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Saturday, August 7, 2004

Demise of the Super Star

Military thinkers are moving away from reliance on individual expertise, and developing strategies that depend on collective expertise and organizational intelligence.
In the organizational equivalent of natural selection, leaders in industry and senior commanders in the military have long been selected for their superior intuition. ... Experts use intuition rather than rational decisionmaking to make sense of situations. These experts discern patterns and relate these patterns to their prior experience and/or knowledge to determine the nature of the situation and the appropriate response. ...

It is becoming increasingly clear that the complexity of the situations faced and the responses needed have outpaced not only decision theoretic approaches, but have also outpaced the ability of even the best of experts (super stars) to deal with the complexities involved.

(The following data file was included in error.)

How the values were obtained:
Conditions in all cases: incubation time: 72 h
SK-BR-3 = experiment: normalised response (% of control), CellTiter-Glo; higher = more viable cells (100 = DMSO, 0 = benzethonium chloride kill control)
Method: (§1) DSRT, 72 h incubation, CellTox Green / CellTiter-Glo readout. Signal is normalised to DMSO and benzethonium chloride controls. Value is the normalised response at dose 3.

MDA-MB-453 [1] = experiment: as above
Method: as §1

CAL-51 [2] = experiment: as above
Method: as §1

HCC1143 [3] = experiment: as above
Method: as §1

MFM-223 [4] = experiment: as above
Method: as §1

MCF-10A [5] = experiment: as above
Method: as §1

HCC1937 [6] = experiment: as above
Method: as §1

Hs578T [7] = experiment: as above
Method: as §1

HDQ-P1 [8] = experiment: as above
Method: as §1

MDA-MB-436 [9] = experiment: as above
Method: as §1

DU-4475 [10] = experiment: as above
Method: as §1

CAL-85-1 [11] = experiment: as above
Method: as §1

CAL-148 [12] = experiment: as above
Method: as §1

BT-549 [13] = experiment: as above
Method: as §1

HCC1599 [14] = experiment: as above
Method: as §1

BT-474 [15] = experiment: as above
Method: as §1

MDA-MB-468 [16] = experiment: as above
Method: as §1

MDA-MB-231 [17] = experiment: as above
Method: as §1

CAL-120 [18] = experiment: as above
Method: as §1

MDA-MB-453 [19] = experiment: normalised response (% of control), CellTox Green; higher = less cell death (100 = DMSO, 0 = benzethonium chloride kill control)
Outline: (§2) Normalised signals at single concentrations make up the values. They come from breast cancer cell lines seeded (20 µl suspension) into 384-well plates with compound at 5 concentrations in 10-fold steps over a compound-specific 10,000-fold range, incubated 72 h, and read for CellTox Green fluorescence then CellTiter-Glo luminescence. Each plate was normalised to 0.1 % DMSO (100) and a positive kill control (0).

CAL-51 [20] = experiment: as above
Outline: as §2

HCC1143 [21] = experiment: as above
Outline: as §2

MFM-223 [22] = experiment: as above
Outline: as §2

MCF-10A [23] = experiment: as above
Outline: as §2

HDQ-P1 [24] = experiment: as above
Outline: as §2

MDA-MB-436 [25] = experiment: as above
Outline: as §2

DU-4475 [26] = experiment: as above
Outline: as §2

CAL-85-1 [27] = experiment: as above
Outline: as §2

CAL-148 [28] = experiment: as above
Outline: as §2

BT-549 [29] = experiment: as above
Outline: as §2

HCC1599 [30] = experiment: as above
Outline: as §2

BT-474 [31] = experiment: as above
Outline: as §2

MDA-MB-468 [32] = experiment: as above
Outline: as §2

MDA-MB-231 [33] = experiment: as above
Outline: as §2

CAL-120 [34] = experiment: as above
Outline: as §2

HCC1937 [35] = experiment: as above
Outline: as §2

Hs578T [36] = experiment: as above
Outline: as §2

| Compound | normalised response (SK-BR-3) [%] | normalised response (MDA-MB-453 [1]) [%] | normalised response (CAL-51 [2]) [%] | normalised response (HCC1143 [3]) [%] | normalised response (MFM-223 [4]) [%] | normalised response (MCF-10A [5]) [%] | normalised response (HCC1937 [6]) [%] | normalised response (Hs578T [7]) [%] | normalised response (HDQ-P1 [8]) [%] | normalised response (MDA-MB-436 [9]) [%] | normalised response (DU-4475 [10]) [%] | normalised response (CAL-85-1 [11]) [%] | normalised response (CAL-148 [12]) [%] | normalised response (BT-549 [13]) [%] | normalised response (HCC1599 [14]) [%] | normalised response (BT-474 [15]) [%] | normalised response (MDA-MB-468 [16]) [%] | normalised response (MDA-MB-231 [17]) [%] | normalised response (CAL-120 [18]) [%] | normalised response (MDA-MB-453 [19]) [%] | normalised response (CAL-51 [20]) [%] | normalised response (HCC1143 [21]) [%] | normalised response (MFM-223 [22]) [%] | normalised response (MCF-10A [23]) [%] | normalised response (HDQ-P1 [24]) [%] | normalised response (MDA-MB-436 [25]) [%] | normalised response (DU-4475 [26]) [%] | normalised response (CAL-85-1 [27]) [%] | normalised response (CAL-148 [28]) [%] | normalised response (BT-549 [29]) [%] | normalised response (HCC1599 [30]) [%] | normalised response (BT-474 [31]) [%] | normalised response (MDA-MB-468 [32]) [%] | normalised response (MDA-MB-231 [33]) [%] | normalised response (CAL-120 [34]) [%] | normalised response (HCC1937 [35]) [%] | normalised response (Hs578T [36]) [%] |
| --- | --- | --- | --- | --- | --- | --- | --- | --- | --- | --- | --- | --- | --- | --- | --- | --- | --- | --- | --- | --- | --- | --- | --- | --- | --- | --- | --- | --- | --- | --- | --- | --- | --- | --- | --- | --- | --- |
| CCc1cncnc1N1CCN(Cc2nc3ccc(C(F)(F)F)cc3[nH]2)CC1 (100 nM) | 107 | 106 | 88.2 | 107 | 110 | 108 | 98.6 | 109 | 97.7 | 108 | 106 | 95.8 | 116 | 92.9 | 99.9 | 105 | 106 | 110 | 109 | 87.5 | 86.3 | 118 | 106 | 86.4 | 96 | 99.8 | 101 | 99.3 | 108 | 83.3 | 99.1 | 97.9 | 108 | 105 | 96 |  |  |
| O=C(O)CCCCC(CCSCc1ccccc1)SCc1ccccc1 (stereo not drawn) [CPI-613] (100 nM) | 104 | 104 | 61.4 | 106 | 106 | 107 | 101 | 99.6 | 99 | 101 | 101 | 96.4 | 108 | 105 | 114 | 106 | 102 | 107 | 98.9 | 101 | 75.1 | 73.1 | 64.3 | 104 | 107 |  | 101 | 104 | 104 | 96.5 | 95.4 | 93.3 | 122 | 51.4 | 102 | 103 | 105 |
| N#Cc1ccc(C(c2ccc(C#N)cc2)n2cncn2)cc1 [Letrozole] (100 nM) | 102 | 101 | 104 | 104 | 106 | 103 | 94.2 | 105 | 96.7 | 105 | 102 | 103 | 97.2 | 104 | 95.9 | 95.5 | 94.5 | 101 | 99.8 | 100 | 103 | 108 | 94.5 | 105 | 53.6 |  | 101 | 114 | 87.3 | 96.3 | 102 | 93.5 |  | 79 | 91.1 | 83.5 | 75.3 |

• First, the sources of complexity are accelerating. These sources of complexity include the variety of events and entities that are connected, the density of the interactions, and the speed of interactions that make it difficult to relate a cause to an effect and almost impossible to predict cascading effects.
  • Second, it takes a long time for individuals to become experts and senior decisionmakers in industry and the military, spending decades to arrive in positions of leadership. This means that the bulk of their experience is well aged, increasingly out-of-date, and of questionable relevance.
Intuition is not only unlikely to help (in the face of growing complexity and volatility), but may often be misleading. Rather than rely on individual genius, Information Age processes tap collective knowledge and collaboration.
from Power to the Edge, pp 88-89

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